One of the many things I was surprised to learn was that my current stomping grounds – SoCal – figures prominently in the sport’s history.  Champion teams of the past have come from here, both as the result of cultural traditions and careful team construction and as a result of lightning spontaneously jumping into a bottle.

I’m charmed and amazed that the Whittier Golden Sox were US champions in living memory and none of my sweetie’s family of lifelong Whittier residents seem to know or care.  Where I’m from, those people would have a sign.  And honestly, I think they do.  I’ll plan to look next time I’m in the area.

I remain a great lover of the history of such diversions, and Westly does a great job of whetting the reader’s appetite for both more history and to see the game continue to grow.  A sport this storied deserves to thrive more.  She does a great job with the personal and institutional history. Her analysis of the game’s merits makes them evident and believable.  Probably the only place I’d say the book falters is in making the game sing.  Given that my interest is piqued enough to seek a game out now, that’s a minor shortcoming.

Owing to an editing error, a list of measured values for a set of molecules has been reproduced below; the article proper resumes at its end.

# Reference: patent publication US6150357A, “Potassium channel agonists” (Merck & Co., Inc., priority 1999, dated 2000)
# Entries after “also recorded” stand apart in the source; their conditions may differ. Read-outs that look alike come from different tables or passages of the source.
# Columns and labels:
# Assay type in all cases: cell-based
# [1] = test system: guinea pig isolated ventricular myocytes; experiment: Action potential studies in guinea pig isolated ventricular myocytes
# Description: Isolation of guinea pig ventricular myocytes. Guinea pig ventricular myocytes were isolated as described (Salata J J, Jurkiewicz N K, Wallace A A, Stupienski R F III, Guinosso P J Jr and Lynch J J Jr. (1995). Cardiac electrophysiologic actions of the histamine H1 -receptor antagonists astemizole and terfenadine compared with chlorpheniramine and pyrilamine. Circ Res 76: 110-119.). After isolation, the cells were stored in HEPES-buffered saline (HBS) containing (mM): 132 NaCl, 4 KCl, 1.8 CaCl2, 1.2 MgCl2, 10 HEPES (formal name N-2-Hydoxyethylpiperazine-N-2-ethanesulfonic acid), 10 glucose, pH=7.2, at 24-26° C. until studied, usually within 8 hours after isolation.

Review: Normal

Friday, August 19th, 2016

Warren Ellis has a nice touch with turning an idea into a narrative, transforming it from a polished distant monument into a gritty habitation.  In Normal he takes the idea that thinking to hard about the future will make you crazy.  Literally.